Tolerance to chronic delta-9-tetrahydrocannabinol (Δ⁹-THC) in rhesus macaques infected with simian immunodeficiency virus.Exp Clin Psychopharmacol. 2011 Apr; 19(2):154-72.EC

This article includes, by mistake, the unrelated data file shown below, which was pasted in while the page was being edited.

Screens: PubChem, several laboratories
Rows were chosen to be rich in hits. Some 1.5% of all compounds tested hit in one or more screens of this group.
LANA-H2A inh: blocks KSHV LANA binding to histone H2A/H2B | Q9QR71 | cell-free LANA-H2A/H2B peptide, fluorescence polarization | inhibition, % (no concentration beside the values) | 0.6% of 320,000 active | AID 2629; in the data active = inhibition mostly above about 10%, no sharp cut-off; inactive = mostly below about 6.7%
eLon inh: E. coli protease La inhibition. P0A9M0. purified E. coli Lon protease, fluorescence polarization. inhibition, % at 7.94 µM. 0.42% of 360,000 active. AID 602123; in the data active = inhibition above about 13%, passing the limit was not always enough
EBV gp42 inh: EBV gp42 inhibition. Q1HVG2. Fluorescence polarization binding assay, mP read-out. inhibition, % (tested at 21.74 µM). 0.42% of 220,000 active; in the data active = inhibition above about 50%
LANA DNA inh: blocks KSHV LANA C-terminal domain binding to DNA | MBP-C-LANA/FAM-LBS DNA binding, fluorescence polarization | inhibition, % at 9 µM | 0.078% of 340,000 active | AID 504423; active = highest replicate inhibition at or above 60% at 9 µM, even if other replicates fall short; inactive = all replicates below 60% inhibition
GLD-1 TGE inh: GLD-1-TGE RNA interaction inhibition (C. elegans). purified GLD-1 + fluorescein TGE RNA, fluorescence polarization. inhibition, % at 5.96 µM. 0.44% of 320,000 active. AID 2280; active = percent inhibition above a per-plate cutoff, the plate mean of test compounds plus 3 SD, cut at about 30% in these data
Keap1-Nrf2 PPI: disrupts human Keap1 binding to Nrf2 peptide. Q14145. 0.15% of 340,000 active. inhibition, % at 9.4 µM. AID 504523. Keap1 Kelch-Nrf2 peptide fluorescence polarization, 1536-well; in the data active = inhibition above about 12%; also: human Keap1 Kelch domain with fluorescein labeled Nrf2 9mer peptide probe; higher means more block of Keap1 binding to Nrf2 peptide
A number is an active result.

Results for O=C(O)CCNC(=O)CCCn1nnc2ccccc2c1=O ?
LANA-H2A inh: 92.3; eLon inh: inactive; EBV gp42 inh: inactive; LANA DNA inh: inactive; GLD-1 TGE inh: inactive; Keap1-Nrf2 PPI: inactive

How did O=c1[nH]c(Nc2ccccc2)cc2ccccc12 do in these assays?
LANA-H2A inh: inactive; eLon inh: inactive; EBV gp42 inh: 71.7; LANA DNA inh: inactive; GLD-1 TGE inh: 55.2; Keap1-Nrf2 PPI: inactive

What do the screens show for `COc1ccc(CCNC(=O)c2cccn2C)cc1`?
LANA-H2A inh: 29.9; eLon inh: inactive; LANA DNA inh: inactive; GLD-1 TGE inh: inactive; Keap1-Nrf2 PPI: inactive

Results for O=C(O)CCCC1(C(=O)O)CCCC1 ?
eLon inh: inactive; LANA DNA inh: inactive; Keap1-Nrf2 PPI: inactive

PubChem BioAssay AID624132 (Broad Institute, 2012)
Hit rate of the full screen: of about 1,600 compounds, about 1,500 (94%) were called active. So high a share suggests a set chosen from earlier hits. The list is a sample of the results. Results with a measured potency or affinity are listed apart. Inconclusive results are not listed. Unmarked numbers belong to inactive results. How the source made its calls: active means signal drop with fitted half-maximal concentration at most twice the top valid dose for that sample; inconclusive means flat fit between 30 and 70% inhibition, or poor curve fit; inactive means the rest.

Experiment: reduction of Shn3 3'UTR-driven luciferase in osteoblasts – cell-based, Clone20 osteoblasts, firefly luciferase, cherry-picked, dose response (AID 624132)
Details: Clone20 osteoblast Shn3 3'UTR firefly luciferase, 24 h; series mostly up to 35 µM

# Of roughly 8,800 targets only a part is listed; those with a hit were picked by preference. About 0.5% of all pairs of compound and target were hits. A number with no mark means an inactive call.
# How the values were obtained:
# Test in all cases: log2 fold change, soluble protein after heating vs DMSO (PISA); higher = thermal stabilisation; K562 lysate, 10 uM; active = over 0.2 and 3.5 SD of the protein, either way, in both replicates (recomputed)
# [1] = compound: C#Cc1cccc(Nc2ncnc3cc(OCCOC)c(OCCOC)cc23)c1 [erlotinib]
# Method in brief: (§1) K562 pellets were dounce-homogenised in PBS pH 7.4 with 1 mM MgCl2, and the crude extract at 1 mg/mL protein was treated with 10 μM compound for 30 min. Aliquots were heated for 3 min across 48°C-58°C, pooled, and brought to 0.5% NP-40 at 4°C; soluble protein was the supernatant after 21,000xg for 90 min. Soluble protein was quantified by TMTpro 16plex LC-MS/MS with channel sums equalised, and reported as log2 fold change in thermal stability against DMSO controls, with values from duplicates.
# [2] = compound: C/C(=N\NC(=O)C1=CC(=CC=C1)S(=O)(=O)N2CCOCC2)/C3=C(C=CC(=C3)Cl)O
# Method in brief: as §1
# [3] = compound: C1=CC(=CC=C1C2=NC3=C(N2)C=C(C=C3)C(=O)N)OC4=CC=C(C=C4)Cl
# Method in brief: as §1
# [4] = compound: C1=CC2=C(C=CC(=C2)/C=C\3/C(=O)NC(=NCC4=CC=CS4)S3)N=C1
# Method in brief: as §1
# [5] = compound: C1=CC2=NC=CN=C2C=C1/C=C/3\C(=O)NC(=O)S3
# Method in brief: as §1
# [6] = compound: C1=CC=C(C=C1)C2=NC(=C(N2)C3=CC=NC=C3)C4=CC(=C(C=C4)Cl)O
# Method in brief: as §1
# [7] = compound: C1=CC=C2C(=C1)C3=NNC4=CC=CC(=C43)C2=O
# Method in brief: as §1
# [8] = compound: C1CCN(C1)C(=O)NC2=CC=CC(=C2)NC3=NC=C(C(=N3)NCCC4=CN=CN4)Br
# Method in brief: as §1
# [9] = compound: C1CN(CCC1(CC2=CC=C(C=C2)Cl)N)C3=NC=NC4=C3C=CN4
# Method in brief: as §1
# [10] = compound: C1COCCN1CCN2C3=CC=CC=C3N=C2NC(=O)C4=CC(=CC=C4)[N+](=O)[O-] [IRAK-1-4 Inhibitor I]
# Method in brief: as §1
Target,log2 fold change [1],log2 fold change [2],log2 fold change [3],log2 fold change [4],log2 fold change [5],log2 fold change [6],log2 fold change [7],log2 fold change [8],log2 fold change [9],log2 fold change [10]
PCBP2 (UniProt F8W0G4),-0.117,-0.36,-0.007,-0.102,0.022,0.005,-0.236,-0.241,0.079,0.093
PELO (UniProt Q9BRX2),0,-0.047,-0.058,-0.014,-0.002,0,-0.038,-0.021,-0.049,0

Although Δ⁹-THC has been approved to treat anorexia and weight loss associated with AIDS, it may also reduce well-being by disrupting complex behavioral processes or enhancing HIV replication. To investigate these possibilities, four groups of male rhesus macaques were trained to respond under an operant acquisition and performance procedure, and administered vehicle or Δ⁹-THC before and after inoculation with simian immunodeficiency virus (SIV(mac251), 100 TCID₅₀/ml, i.v.). Prior to chronic Δ⁹-THC and SIV inoculation, 0.032-0.32 mg/kg of Δ⁹-THC produced dose-dependent rate-decreasing effects and small, sporadic error-increasing effects in the acquisition and performance components in each subject. Following 28 days of chronic Δ⁹-THC (0.32 mg/kg, i.m.) or vehicle twice daily, delta-9-THC-treated subjects developed tolerance to the rate-decreasing effects, and this tolerance was maintained during the initial 7-12 months irrespective of SIV infection (i.e., +THC/-SIV, +THC/+SIV). Full necropsy was performed on all SIV subjects an average of 329 days post-SIV inoculation, with postmortem histopathology suggestive of a reduced frequency of CNS pathology as well as opportunistic infections in delta-9-THC-treated subjects. Chronic Δ⁹-THC also significantly reduced CB-1 and CB-2 receptor levels in the hippocampus, attenuated the expression of a proinflammatory cytokine (MCP-1), and did not increase viral load in plasma, cerebrospinal fluid, or brain tissue compared to vehicle-treated subjects with SIV. Together, these data indicate that chronic Δ⁹-THC produces tolerance to its behaviorally disruptive effects on complex tasks while not adversely affecting viral load or other markers of disease progression during the early stages of infection.